Dialysis is a procedure that performs the functions of natural kidneys when the kidneys fail. Most patients begin dialysis when their kidneys have lost 85%-90% of their ability to function and will continue dialysis for the rest of their lives (unless a kidney transplant is available and successful). Dialysis is not a cure for ESRD, but helps you feel better and live longer.
The purpose of dialysis is to help keep the body's chemicals in balance, which the kidneys do when they are healthy. The main functions of dialysis are:
There are two main types of dialysis: hemodialysis and peritoneal dialysis.
For hemodialysis, an artificial kidney machine, called a dialyzer, filters the blood, and returns the cleaned blood to your body. You are connected to the dialyzer via tubes that are inserted into a vein in your arm, leg, or occasionally, neck. If hemodialysis is being done as a temporary measure, then the catheter is likely to be inserted into your natural vein. If hemodialysis is going to be done regularly, then a vascular access site called a fistula or shunt may be surgically created, usually in your arm or leg.
Hemodialysis is usually done at a dialysis center or hospital by trained technicians or nurses, or may be done at home with assistance. Hemodialysis is usually done three times a week and each treatment lasts from 2-4 hours.
Complications from hemodialysis include the following:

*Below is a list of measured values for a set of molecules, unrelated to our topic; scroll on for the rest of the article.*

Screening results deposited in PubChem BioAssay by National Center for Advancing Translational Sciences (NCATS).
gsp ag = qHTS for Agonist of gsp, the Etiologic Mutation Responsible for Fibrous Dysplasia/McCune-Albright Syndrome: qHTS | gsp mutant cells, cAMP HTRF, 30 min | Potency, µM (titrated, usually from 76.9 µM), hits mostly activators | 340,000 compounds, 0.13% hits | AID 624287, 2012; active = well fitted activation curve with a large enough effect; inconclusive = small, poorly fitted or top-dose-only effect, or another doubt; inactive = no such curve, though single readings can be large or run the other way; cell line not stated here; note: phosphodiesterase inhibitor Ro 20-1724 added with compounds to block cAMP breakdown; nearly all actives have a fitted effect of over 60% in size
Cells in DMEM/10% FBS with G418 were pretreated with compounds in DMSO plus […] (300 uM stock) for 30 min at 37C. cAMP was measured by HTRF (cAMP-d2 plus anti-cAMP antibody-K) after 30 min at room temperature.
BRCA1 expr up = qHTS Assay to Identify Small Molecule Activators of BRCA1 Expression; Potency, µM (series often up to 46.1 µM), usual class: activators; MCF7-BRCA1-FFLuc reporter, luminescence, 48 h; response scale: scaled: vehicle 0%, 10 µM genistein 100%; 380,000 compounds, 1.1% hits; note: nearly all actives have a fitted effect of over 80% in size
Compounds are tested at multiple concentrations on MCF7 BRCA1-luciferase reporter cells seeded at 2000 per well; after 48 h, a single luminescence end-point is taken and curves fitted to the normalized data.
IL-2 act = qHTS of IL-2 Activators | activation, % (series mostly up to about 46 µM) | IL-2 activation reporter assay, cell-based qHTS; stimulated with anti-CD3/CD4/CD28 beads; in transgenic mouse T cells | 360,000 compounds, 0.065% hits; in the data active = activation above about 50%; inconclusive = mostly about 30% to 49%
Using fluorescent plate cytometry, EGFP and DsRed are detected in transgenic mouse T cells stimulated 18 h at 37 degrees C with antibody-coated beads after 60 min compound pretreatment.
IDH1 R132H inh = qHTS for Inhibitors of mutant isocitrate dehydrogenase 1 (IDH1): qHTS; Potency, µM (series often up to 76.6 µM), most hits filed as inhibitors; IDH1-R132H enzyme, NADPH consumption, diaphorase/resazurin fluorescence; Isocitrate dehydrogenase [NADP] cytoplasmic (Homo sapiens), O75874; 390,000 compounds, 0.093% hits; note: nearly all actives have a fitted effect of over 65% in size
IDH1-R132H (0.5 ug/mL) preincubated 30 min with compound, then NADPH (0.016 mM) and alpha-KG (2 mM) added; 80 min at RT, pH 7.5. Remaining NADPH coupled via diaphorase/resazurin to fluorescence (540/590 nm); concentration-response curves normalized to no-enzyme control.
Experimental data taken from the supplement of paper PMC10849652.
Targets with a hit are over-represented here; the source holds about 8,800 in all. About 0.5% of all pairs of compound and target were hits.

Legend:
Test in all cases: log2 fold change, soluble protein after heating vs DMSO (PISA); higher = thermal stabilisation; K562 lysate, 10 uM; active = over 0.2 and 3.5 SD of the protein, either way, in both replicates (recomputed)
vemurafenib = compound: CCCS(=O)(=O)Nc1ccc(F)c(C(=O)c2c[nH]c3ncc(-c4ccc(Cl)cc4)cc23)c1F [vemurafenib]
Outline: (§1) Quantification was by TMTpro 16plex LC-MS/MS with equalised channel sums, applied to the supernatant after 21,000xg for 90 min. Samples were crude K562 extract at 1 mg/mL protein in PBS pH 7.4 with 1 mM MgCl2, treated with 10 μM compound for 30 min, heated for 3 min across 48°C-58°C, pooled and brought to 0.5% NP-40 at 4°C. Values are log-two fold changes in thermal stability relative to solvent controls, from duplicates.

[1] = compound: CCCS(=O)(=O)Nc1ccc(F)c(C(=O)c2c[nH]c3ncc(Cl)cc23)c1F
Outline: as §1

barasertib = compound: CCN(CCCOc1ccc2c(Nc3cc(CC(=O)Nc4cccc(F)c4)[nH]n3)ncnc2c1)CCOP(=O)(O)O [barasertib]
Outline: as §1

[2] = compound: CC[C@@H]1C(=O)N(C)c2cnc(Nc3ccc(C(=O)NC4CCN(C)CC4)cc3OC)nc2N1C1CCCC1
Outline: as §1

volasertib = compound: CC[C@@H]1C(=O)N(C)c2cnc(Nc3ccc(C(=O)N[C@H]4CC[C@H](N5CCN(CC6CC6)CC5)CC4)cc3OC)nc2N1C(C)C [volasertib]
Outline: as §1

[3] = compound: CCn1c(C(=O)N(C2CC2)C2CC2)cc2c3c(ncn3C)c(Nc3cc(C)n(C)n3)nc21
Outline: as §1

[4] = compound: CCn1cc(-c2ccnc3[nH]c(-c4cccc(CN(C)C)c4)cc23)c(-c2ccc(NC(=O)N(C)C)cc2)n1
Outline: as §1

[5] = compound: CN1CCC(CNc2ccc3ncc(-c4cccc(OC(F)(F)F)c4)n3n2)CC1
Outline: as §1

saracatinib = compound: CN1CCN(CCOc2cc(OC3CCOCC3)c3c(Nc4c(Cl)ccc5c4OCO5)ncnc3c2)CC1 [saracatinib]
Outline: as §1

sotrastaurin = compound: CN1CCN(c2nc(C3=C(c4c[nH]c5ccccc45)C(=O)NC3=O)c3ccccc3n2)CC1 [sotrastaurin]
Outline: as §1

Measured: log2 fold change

Instead of using a machine, peritoneal dialysis uses the abdominal lining, called the peritoneal membrane, to filter blood. A cleansing solution, called a dialysate, is infused through a tube inserted into your abdomen. Long-term peritoneal dialysis may require the surgical creation of a port in the abdomen through which dialysate can be infused. Fluid, wastes, and chemicals pass from the tiny blood vessels in the peritoneal membrane into the dialysate, which is then drained after several hours. New dialysate can then be added to repeat the process.
Complications from peritoneal dialysis include the following:
There are three main types of peritoneal dialysis:
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Last reviewed October 2012 by Adrienne Carmack, MD
Please be aware that this information is provided to supplement the care provided by your physician. It is neither intended nor implied to be a substitute for professional medical advice. CALL YOUR HEALTHCARE PROVIDER IMMEDIATELY IF YOU THINK YOU MAY HAVE A MEDICAL EMERGENCY. Always seek the advice of your physician or other qualified health provider prior to starting any new treatment or with any questions you may have regarding a medical condition.
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